State of the World 2001By Nancy Steinbach
This is the VOA Special English ENVIRONMENT REPORT.
The American research organization Worldwatch Institute has released its yearly environment report, "State of the World Two-Thousand One".
The organization says the environmental condition of the world today is dangerous. It says the Earth is showing signs of increased environmental problems as political leaders fail to protect its resources.
The Institute's researchers say that some of the planet's important environmental systems have been harmed, including forests, wetlands, and Arctic ice. The damage to environmental systems has made the effects more severe of natural disasters such floods, storms, fires and earthquakes. Natural disasters have cost more than six-hundred-thousand-million dollars during the past ten years.
The report says the Earth's temperatures could increase as much as six degrees above the Nineteen-Ninety level by the year Two-Thousand-One-Hundred. This could lead to dangerous water shortages and loss of food production. Higher temperatures could lead to the spread of deadly diseases such malaria and dengue fever found in warm climates.
The report also discusses how environmental problems are affecting people. More than one-thousand-million people do not have clean water. Hundreds of millions breathe unhealthy air. And the growing population means many people are forced to settle in areas where they are at risk of experiencing severe storms and other disasters.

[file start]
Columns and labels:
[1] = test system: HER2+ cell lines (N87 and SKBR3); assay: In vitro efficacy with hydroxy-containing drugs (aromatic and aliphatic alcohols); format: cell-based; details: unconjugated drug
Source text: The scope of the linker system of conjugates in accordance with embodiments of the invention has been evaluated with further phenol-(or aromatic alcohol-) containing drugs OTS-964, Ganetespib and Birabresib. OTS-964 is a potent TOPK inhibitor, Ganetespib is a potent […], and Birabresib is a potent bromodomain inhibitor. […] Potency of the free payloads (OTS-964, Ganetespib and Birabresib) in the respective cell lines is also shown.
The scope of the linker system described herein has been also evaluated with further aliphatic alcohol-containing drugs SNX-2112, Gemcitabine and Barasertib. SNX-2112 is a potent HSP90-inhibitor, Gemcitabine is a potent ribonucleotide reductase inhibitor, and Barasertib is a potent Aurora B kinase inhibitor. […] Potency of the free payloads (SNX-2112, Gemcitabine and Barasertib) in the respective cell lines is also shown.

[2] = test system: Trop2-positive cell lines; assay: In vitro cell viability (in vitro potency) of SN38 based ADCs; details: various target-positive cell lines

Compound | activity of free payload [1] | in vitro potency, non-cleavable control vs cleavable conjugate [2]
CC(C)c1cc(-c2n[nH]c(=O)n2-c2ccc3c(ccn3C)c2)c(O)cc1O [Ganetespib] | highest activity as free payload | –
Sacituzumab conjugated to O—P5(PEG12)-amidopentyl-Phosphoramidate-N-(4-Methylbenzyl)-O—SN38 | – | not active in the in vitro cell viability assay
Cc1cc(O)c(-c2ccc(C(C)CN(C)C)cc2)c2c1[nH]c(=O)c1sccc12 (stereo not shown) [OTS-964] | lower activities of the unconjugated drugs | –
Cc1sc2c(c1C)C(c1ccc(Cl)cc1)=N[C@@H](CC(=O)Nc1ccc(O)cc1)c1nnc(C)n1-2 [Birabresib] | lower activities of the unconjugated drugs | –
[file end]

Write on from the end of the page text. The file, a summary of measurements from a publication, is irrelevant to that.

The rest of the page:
The Institute researchers did note some signs of progress in the past year. These include a treaty to restrict the use of 12 pollutants that more than one-hundred-twenty countries agreed to in December. Another sign of progress is Iceland's effort to produce hydrogen to be used as fuel for cars and fishing boats. Another hopeful sign is the increase around the world in organic farming, which does not use chemicals.
The Worldwatch Institute report says failure to enforce existing environmental agreements is slowing progress. It calls for stronger enforcement of treaties, and increased cooperation among nations. The researchers say political leaders must decide if they will act to build a healthy world, or permit dangerous environmental conditions to continue damaging the Earth.
This VOA Special English ENVIRONMENT REPORT was written by Nancy Steinbach.